The leadership of North Yorkshire County Council has pledged to keep under review the number of Afghan people who assisted British forces against the Taliban it can house.
The authority’s executive said while taking an additional ten Afghan families to the nine families it had already housed in Catterick Garrison from the war-torn country would stretch resources such as schools and healthcare, it had great sympathy with the plight of thousands of Afghans facing persecution in their homeland for helping British soldiers.
The pledge follows the Ministry of Defence offering up to 38 of its vacant homes for military families in the county to the council to house evacuees from Afghanistan.
A meeting of the executive heard a number of the properties were unsuitable due to their remote locations, particularly as previous experience had shown the evacuees often had traumatic physical and mental health issues that requirement intensive support services.
Officers told executive members there had been issues for Afghan evacuees with the lack of hospitals in the area, meaning evacuees, some of whom had been shot while serving as interpreters for the British troops, having to commute to James Cook Hospital in Middlesbrough, while places in primary schools were limited.
Executive member for stronger communities Councillor David Chance said given the commitments the authority had to other refugee groups and Ukrainian people services were “very stretched at the moment”.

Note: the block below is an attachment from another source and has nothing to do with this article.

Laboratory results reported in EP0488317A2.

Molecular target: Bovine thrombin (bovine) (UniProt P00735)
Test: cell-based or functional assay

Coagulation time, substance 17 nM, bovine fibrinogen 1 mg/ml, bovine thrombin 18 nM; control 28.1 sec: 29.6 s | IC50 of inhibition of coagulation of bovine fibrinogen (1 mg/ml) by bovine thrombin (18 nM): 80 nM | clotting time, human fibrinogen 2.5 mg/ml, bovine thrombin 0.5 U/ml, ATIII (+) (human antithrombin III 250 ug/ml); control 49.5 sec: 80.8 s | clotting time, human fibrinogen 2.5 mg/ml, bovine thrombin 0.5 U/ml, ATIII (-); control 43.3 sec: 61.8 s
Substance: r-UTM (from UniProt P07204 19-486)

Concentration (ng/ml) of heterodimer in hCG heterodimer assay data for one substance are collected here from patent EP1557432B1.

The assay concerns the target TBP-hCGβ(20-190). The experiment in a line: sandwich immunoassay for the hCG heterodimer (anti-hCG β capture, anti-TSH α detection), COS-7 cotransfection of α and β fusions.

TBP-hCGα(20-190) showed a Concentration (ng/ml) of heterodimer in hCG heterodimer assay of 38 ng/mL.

However, he said the council could accept Afghan families at ten properties in Catterick Garrison without support services becoming overstretched and that those properties could be used to take more Afghan families after the initial arrivals moved on.
Councillor Kevin Foster, whose division includes part of the garrison and served in the Army for three decades, urged the authority to consider taking more Afghan families, saying the area had an array of resources, such as a recovery centre for veterans, that could assist the evacuees.
He said he believed the county had “a moral duty” to house more than one per cent of the Afghan evacuees wanting to relocate to Britain.
Coun Foster said: “These people were left behind, and in difficult situations, with probably a lot of retribution to them as well, having helped the British soldiers. I’m sure there are many horror stories to come out in the future about when we left them there. They were left high and dry.”
The authority’s deputy leader, Councillor Gareth Dadd, said while it was important to be pragmatic about the services it could offer, he supported Coun Foster’s wish to help as many of the evacuees as possible and that the authority would review the volume of Afghan families it could rehouse.
He said: “I’m happy with the situation as it is, but let’s keep a watching brief on it, because it is a balance between those of us who want to offer some sort of refuge as a civilised society and our ability and propensity to provide that wraparound care.”